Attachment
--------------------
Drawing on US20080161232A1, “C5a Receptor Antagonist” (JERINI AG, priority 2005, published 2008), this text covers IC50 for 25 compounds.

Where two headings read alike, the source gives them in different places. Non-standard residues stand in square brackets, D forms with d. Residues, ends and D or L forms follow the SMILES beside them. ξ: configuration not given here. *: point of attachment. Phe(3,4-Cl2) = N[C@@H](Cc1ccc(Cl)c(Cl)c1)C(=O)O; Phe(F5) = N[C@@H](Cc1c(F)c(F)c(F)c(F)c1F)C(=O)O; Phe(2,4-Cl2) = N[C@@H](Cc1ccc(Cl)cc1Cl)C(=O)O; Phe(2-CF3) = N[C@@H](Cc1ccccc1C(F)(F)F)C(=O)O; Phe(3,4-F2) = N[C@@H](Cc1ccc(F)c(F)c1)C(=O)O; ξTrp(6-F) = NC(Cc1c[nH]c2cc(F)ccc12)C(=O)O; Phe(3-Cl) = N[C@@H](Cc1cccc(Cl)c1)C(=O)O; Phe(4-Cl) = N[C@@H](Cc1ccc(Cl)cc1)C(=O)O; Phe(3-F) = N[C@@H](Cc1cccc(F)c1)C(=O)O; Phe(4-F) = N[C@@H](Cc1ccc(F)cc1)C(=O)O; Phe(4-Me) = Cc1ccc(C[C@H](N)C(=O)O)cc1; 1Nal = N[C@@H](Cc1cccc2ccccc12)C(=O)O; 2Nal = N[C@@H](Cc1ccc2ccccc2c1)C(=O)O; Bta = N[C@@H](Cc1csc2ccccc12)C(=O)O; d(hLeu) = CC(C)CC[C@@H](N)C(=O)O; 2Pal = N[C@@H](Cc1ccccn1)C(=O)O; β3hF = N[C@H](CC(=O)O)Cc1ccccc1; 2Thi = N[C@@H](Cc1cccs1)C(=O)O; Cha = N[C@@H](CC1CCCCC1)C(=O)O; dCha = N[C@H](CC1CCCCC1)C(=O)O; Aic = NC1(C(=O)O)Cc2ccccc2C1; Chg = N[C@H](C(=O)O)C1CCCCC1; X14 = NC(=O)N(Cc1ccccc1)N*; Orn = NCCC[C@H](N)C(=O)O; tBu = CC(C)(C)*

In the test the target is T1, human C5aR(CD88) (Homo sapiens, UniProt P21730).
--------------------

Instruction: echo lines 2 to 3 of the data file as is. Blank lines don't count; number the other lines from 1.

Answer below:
Where two headings read alike, the source gives them in different places. Non-standard residues stand in square brackets, D forms with d. Residues, ends and D or L forms follow the SMILES beside them. ξ: configuration not given here. *: point of attachment. Phe(3,4-Cl2) = N[C@@H](Cc1ccc(Cl)c(Cl)c1)C(=O)O; Phe(F5) = N[C@@H](Cc1c(F)c(F)c(F)c(F)c1F)C(=O)O; Phe(2,4-Cl2) = N[C@@H](Cc1ccc(Cl)cc1Cl)C(=O)O; Phe(2-CF3) = N[C@@H](Cc1ccccc1C(F)(F)F)C(=O)O; Phe(3,4-F2) = N[C@@H](Cc1ccc(F)c(F)c1)C(=O)O; ξTrp(6-F) = NC(Cc1c[nH]c2cc(F)ccc12)C(=O)O; Phe(3-Cl) = N[C@@H](Cc1cccc(Cl)c1)C(=O)O; Phe(4-Cl) = N[C@@H](Cc1ccc(Cl)cc1)C(=O)O; Phe(3-F) = N[C@@H](Cc1cccc(F)c1)C(=O)O; Phe(4-F) = N[C@@H](Cc1ccc(F)cc1)C(=O)O; Phe(4-Me) = Cc1ccc(C[C@H](N)C(=O)O)cc1; 1Nal = N[C@@H](Cc1cccc2ccccc12)C(=O)O; 2Nal = N[C@@H](Cc1ccc2ccccc2c1)C(=O)O; Bta = N[C@@H](Cc1csc2ccccc12)C(=O)O; d(hLeu) = CC(C)CC[C@@H](N)C(=O)O; 2Pal = N[C@@H](Cc1ccccn1)C(=O)O; β3hF = N[C@H](CC(=O)O)Cc1ccccc1; 2Thi = N[C@@H](Cc1cccs1)C(=O)O; Cha = N[C@@H](CC1CCCCC1)C(=O)O; dCha = N[C@H](CC1CCCCC1)C(=O)O; Aic = NC1(C(=O)O)Cc2ccccc2C1; Chg = N[C@H](C(=O)O)C1CCCCC1; X14 = NC(=O)N(Cc1ccccc1)N*; Orn = NCCC[C@H](N)C(=O)O; tBu = CC(C)(C)*

In the test the target is T1, human C5aR(CD88) (Homo sapiens, UniProt P21730).